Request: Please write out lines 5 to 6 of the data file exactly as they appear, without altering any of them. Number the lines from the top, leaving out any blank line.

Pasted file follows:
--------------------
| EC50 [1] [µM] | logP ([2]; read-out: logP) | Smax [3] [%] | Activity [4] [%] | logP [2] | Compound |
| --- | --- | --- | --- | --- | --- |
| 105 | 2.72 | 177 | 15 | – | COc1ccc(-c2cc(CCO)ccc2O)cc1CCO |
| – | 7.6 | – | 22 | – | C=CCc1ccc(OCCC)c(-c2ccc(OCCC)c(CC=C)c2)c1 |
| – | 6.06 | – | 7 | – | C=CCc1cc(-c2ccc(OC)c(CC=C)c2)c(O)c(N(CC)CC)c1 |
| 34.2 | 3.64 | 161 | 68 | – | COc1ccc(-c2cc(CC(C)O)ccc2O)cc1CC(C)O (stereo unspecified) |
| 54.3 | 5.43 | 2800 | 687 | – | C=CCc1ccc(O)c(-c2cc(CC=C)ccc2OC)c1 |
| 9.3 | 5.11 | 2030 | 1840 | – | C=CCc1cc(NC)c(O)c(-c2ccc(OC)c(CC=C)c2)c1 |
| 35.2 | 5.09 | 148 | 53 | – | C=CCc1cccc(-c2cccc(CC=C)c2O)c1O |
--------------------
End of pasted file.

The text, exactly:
| – | 6.06 | – | 7 | – | C=CCc1cc(-c2ccc(OC)c(CC=C)c2)c(O)c(N(CC)CC)c1 |
| 34.2 | 3.64 | 161 | 68 | – | COc1ccc(-c2cc(CC(C)O)ccc2O)cc1CC(C)O (stereo unspecified) |